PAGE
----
Lose the Pen
Note: This piece was originally released on EdTechDigest.
If I tell you there’s a practical problem with education content, you might think: “Ah yes, another piece about the price of textbooks and the tyranny of MOOCs.” You’re not wrong. But these are only symptoms of a larger, digital revolution that’s taking place in education today.
As the industry pivots to digital, innovators and educators are changing the way we think about course materials altogether. How do faculty decide what materials to use to teach their students? With rampant accessibility to information online, who has the best textbooks and materials for my students? How do I know the information I’m giving them is actually useful?
Print isn’t the whole problem
When Seth Godin, legend of marketing and business disruption complains, people listen. A rant on textbooks is expected from any student, but Seth’s clearly defines the problems and why the market is ripe for disruption. Here’s my takeaway of his three main problems:
Price – No brainer; just plain too expensive.
Effectiveness – Students rarely rave about a captivating textbook.
Utility – While education is dynamic, textbooks are static, heirlooms of a pre-digital world.
His article (read it here), written almost four years ago, holds true to this day. The textbook industry has such a stronghold on the market that materials have become fairly stagnant. And as Big Publishers scramble to provide students with digital solutions, they manage only to put lipstick on a pig and leave much to be desired. What the vast majority of publishers call digital content today is a basic scan, a Frankenstein digital copy of a pre-digital relic. Albeit cheaper, this option is sold under a veil of greater utility, with little variety. This will not be a successful business model for our big publishing companies down the road. As the vast treasures of the Internet’s free content spoil students, companies in the education publishing field must adapt to survive.
The latest push of edtech products is addressing Seth’s three main points head on. This means not only providing low-cost, high(-er) value solutions to all corners of the world, but partnering with educators to bring education content up to 21st-century standards. So what will surface when the clock strikes and textbooks are forever a thing of the past like the once omnipresent Encyclopedia Britannica? I don’t know. But as a recent grad, tech geek and entrepreneur — I can venture a guess.
Customizable Course Content
In due revolutionary process, the opportunity to innovate has opened the education publishing industry wide open. Over the last 20 years, many teachers and professors have turned away from traditional textbooks, and instead have begun creating custom content in the form of course readers. Already, a variety of companies like Boundless and Flatworld Knowledge aim to provide affordable and new-age replacements to current course materials, helping educators handpick the right material for the right course. You can create content with video and audio, link it to OER (Open Education Resources, more on those soon), and have it delivered to any person, on any device, anywhere in the world! If I sound excited, it’s because I am! We’re not talking about MOOCs here, because not everyone wants to take an online course. We are talking about the evolution of course materials for your classroom.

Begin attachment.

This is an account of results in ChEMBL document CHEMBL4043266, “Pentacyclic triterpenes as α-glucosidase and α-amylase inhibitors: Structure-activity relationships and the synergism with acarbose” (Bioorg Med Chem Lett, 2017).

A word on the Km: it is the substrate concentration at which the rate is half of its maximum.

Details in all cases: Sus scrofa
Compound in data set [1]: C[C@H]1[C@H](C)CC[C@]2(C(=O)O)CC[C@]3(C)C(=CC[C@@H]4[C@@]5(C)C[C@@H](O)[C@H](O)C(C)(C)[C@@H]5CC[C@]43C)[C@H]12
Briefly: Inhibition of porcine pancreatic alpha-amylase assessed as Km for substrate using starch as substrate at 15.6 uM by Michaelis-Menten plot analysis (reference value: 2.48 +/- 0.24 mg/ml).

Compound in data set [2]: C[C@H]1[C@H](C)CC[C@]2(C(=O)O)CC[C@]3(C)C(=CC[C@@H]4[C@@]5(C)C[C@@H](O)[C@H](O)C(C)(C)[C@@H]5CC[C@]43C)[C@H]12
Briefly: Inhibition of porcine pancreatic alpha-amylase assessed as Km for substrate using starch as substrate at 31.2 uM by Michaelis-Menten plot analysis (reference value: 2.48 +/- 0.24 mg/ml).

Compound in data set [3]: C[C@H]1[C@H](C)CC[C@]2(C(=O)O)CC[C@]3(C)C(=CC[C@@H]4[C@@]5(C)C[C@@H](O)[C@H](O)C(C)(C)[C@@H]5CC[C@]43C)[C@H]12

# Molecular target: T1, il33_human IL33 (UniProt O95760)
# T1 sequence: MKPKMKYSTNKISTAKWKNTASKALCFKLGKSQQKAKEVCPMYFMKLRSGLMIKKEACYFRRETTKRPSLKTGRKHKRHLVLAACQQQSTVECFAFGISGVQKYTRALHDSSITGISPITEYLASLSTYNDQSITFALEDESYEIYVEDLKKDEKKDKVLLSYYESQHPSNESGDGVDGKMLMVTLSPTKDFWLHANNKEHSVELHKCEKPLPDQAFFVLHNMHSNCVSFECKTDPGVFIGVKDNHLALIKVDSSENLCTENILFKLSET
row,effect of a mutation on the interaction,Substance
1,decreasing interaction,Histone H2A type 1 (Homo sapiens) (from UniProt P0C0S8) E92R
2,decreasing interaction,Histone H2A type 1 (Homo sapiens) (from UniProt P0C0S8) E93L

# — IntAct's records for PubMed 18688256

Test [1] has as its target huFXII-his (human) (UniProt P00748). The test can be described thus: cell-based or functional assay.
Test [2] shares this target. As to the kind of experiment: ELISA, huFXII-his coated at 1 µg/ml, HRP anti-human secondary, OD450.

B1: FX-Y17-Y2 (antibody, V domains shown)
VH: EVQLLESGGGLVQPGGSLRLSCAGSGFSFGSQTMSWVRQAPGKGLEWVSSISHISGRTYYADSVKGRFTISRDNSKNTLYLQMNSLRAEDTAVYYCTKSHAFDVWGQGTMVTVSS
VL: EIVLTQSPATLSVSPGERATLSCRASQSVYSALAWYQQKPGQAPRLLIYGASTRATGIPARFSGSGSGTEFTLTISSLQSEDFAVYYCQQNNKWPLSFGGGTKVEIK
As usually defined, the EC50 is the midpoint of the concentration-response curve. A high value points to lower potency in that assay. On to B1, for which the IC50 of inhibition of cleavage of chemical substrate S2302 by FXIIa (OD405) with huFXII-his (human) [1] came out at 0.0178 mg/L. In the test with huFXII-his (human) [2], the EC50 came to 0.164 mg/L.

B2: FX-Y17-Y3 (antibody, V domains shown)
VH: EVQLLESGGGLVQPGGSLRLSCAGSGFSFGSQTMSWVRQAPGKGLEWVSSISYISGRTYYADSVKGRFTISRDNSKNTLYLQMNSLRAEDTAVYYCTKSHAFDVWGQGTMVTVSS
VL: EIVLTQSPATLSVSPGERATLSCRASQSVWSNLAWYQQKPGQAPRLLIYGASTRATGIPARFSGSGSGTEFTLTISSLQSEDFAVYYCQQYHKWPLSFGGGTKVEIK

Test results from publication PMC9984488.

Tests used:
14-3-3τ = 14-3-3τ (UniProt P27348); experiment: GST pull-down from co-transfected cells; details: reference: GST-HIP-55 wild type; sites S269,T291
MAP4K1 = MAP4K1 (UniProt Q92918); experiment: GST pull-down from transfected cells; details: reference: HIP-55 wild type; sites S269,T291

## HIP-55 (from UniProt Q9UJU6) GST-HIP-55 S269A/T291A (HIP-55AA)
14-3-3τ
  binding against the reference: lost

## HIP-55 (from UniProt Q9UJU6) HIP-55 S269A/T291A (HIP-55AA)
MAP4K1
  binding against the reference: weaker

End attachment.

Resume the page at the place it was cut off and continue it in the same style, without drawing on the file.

Guy Kawasaki, Chief Evangelist at Apple, co-founder of Garage Ventures, and award-winning author, predicted the end of traditional publishers — and the time has come for education publishers as well. The latest tools allow for social interaction and collaboration, while providing a platform for research, note taking and essay writing. Naturally, custom course content will continue to proliferate, and as more educators learn to leverage technology, any product that facilitates this type of educational value will likely grow.
Another likely future alluded to by Guy Kawasaki is — dare I even mention it? Self-publishing. You know exactly what your students need for your course and, if your students need it, then somebody else’s students need it, too! Not only will this encourage collaboration between educators, but there is a glaring market opportunity as well. Self-publishing reduces publishing fees and gives educators the tools to make relevant and engaging course materials that students desperately need.
Course Content in Real-Time
So in an effort to find a solution in Seth Godin’s rants, and make Guy Kawasaki’s dream come true, I urge you to go out there and explore the possibilities. Once you’ve explored, don’t hesitate to create or re-create content for your students. You can make education content dynamic and reflexive. What we are witnessing is the textbook transforming from static page to real-time education tool.
The tools are available and the market is still in its seed stages. For innovators, this means your opportunity to get picked up by millions of students worldwide is very real. Just keep your prices low, your quality high, and crowds will follow, we like to say. The final challenge is the educator’s onus — teachers and professors need to feel compelled to customize these materials with interactive features, add videos, edit materials when they see fit, and encourage students to try something new. Ultimately, that’s a better model for education content, and from where I’m coming, I support that model.
Let me know what you think on Twitter @SievaKozinsky